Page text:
BREEDING FOR PRODUCTION...EGGS AND OR MEAT.

Turk Raphael

Songster
5 Years
May 14, 2014
917
265
170
The Blue Grass State
Thank you! And no, I don't put up with any guff, especially from bad tempered birds,other varmits, or people. I have never had problems with bad acting cockerels, or cock birds, probably because it is firmly embedded in my mind that I am THE MOTHER, and they are the CHICKEN, be it friend, or soup. They have a choice, and I make that very clear.

This chick is carrying 3 crosses to my imported cock bird, Monty. He will be about 14-15 lbs at 2 1/2 years old. He has been bred for good temperament due to that. He is happily living in Texas, with people who expect him to behave, so he will.
He is a very handsome fella! I'm interested in relatively large birds and I'm curious about the longevity of a bird such as the one pictured...assuming excellent care and proper living conditions...everything being optimum.

Thanks in advance
 

thedragonlady

Crowing
7 Years
Feb 6, 2012
3,410
557
268
Camden,S.C.
He is a very handsome fella! I'm interested in relatively large birds and I'm curious about the longevity of a bird such as the one pictured...assuming excellent care and proper living conditions...everything being optimum.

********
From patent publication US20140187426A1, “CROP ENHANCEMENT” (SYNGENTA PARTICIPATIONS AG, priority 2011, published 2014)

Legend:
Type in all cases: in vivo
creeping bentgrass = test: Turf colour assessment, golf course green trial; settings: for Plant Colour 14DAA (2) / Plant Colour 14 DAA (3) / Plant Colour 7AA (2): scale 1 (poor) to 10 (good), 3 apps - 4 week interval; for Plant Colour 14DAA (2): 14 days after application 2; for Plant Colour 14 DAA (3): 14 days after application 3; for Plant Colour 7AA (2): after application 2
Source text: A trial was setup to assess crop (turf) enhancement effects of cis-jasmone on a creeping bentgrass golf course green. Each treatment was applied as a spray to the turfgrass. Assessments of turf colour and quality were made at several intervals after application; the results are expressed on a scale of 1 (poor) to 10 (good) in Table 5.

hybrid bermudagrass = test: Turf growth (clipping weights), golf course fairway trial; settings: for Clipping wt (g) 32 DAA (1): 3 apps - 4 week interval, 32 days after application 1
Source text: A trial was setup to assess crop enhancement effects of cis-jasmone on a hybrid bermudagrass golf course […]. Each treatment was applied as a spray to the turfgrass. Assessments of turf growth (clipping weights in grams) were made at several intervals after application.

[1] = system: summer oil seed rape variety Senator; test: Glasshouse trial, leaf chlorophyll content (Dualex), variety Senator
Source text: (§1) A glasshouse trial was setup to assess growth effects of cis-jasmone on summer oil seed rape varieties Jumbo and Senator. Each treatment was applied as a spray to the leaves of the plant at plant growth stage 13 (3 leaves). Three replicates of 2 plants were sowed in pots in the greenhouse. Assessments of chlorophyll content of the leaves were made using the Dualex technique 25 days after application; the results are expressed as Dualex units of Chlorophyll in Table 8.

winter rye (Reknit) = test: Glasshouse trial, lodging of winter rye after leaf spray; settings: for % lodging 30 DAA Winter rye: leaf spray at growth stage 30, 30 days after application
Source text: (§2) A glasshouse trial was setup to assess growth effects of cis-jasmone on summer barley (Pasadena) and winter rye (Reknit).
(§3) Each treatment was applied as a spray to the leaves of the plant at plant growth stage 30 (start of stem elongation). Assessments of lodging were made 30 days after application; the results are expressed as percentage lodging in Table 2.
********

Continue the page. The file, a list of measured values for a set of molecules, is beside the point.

Thanks in advance
Well bred, well fed, Orp LF should still be healthy at 6-8 years old.The hens will produce fewer eggs, but any hen who fits the SOP, and produces well for that long should be bred from. The older hens are the crown jewels in a breeding program.Many a promising pullet has fallen apart at age 2. Those that make it there, are bred from here.

All my critters seem to live a long time . I had a rather well known black Silkie hen, Mamma, who was still winning Show Ch. at age 12. I don't keep many. Just a few, very good ones, and I take very good care of them.
 

Turk Raphael

Songster
5 Years
May 14, 2014
917
265
170
The Blue Grass State
If you will moisten your finger, dip it in chick starter, then make pecking motions, the chicks will run to your hand. Do this, and you will have friendly birds, not birds who fear your hand. Chicks instinctively fear anything looming over them, so speak first, then make the packing motions with food on your finger. You'll see a big difference.
Thank you for the advice...it's very much appreciated. I was actually kidding about writing a review. I've seen some silly ones based upon similar circumstances.

Turk
 

seventreesfarm

Songster
7 Years
Jun 14, 2012
476
27
136
Everson, WA
I was just out doing my evening chicken check, and spent a little longer just staring at everyone, trying to get a 'vibe' from my pullets, comparing them to their parents, thinking about who I want to pen with who next....

They all just gave me that beady eye like 'uh oh, she's making plans again'.

Such good advice about keep the best hens as long as possible!